Mumbai blasts: Angry residents demand answers on security(VIDEO)
Three bomb blasts hit the Indian commercial capital of Mumbai, a city that still has sharp memory of the 2008 Mumbai attacks. Many residents want to know how it could happen again.
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Not only does the Indian Mujahideen have experience with similar attacks, it has motive, according to Ramana. In 2002 inter-religious riots in the northwestern state of Gujarat, around 2,000 Muslims were killed by militant Hindus. The group has indicated it seeks revenge for that.
Zaveri Bazaar is full of Gujarati diamond traders, and local media reports say yesterday's bomb there had been placed between two shops owned by Gujaratis – one Hindu, one Muslim. Though it's not clear how many of those injured in the blasts were Hindu and how many were Muslim, Ramana says the focus would have been on attacking Gujarat, so thought was likely given most to placing the bomb in an area densely populated with Gujaratis.
"Terrorists don't look in terms of mitigating the Muslim death toll, they want to make a statement about attacking Gujarat," he says.
The Indian Mujahideen suffered a number of setbacks following their last attack, in Delhi in 2008. "They're not taking responsibility this time, so they don't fall into the trap of being easily identified. For the time being, they want to lie low," says Ramana, who believes this bombing was an indicator of a comeback.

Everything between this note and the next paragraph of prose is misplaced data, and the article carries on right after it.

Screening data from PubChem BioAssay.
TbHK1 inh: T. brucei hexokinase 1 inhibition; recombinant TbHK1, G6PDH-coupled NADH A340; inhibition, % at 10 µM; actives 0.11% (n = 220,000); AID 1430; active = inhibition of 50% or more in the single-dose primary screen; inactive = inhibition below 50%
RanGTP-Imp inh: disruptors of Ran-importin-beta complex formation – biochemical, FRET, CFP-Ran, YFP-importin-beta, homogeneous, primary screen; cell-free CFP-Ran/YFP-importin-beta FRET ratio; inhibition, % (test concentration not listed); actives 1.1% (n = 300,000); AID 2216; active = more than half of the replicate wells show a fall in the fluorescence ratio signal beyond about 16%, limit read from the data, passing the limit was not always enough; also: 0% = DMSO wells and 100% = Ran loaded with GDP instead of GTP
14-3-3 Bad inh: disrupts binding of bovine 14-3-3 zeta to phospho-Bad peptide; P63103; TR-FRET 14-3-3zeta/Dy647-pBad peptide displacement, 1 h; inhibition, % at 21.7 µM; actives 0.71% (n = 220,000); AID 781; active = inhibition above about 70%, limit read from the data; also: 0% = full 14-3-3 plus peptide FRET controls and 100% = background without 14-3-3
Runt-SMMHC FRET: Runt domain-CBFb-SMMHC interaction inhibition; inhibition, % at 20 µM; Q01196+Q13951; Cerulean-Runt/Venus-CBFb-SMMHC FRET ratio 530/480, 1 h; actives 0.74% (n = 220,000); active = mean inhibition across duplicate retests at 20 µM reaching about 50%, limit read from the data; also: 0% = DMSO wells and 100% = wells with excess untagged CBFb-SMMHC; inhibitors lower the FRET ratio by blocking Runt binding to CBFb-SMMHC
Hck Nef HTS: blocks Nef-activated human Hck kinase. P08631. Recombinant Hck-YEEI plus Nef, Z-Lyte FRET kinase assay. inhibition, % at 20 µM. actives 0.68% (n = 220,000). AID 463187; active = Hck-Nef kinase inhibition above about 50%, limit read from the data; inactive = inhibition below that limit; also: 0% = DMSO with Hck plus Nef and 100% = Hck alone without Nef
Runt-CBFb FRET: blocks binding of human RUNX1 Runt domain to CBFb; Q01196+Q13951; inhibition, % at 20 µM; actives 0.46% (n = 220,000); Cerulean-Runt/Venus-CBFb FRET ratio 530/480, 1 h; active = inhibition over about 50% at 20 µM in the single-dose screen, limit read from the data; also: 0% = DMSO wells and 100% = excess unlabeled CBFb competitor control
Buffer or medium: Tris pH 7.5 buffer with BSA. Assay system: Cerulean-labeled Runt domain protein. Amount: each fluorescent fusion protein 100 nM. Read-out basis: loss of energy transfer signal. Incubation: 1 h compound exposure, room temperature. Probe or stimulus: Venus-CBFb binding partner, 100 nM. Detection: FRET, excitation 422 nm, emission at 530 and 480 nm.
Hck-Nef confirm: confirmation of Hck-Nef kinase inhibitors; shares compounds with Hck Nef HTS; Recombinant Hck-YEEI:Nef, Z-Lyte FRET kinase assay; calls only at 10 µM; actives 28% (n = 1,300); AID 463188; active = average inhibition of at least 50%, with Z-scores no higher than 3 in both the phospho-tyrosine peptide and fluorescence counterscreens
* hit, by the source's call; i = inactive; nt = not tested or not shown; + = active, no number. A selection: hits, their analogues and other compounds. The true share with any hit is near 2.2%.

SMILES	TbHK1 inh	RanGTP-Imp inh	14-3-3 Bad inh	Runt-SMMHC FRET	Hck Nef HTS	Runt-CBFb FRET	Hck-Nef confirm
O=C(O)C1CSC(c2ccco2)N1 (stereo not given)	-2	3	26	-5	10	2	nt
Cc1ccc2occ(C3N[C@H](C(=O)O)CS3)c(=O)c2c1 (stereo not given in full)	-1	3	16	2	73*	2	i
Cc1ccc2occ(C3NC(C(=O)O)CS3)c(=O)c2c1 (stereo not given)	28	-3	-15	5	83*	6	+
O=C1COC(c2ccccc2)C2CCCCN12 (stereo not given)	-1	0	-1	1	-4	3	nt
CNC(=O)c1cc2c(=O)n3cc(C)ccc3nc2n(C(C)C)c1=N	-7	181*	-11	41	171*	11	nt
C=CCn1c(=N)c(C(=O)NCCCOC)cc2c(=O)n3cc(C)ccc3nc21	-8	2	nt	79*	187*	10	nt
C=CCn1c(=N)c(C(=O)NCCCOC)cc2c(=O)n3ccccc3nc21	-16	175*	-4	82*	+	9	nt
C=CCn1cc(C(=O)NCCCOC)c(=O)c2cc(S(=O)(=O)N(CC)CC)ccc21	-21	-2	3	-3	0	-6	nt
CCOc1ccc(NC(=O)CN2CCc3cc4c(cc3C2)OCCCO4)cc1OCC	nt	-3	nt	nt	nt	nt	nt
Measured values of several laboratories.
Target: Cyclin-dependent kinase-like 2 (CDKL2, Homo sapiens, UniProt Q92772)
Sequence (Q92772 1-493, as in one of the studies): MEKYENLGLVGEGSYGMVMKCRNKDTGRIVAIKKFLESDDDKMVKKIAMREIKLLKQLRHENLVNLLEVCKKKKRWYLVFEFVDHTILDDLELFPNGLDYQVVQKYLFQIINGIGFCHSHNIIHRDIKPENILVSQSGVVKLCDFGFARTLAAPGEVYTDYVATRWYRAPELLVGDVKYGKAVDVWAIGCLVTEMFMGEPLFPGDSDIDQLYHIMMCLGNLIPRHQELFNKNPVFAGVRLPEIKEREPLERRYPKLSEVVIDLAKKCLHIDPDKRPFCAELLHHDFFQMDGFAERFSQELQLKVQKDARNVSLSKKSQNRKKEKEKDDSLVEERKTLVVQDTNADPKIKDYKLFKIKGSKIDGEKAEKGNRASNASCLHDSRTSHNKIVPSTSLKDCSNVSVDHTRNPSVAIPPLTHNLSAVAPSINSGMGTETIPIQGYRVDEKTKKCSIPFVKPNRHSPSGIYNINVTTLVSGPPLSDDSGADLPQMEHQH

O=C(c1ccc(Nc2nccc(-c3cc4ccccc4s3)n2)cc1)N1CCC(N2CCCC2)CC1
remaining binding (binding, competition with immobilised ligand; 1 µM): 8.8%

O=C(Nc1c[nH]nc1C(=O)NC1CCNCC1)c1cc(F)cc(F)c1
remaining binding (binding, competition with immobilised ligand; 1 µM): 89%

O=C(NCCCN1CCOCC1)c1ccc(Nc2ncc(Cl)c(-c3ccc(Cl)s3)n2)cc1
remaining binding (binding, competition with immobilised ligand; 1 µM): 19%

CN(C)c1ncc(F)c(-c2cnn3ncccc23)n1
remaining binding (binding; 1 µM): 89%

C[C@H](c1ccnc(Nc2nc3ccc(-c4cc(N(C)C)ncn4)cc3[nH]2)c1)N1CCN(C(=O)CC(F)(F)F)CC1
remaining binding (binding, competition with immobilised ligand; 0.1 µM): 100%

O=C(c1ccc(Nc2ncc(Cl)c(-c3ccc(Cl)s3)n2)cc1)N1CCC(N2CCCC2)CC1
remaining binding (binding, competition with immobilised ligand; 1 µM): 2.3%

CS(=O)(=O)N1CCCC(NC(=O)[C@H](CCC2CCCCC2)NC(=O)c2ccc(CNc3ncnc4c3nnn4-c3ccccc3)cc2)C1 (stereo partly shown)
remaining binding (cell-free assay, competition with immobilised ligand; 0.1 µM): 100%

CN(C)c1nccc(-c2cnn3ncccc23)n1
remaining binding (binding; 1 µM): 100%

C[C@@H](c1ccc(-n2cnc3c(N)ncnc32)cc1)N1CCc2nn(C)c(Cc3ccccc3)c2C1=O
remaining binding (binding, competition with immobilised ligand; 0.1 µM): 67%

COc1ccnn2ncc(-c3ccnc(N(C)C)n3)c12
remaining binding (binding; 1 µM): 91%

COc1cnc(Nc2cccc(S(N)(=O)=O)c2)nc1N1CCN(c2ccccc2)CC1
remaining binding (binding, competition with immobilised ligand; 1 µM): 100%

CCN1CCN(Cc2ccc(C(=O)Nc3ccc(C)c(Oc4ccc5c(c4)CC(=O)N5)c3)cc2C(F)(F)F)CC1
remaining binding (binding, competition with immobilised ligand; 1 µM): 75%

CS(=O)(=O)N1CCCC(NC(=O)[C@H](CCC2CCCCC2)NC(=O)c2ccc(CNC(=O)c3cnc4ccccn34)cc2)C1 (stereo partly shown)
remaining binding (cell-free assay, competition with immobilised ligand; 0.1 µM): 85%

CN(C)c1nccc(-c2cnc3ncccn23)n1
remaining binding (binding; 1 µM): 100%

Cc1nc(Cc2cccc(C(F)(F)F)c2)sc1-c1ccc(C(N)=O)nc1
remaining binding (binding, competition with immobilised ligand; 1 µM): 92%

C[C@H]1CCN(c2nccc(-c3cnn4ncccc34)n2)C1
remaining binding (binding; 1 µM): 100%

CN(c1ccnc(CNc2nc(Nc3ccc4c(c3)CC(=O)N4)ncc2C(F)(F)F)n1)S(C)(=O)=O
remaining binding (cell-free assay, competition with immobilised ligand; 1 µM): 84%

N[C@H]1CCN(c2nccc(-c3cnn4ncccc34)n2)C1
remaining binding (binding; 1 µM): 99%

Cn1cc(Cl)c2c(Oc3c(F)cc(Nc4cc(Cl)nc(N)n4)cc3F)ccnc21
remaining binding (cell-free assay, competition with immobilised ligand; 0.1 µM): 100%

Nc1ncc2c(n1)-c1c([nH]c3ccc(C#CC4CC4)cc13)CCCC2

What about Pakistan?
The possibility that the blasts were intended to derail talks between India and Pakistan later this month has been floated in the media repeatedly, but officials have avoided acknowledging any suspicions they may have of a connection. The Indian government has confirmed the talks will still go ahead, as will US Secretary of State Hilary Clinton’s visit to India next week.
Mumbai, one of the world's most densely populated cities, has a history of deadly bombings. In November 2008, Pakistani-trained militants attacked two hotels, the main railway station and a Jewish center, killing 166 people.
In 2006, coordinated blasts on suburban trains killed 209 people. And three years earlier a bomb near the Gateway of India killed 52.
"We don't want to live in a flawed city, in this constant state of anxiety," says Ms. Rebello of Mumbai. "We will have to get on with our lives. That doesn't mean we have to be less wary. It's not a healthy way to live."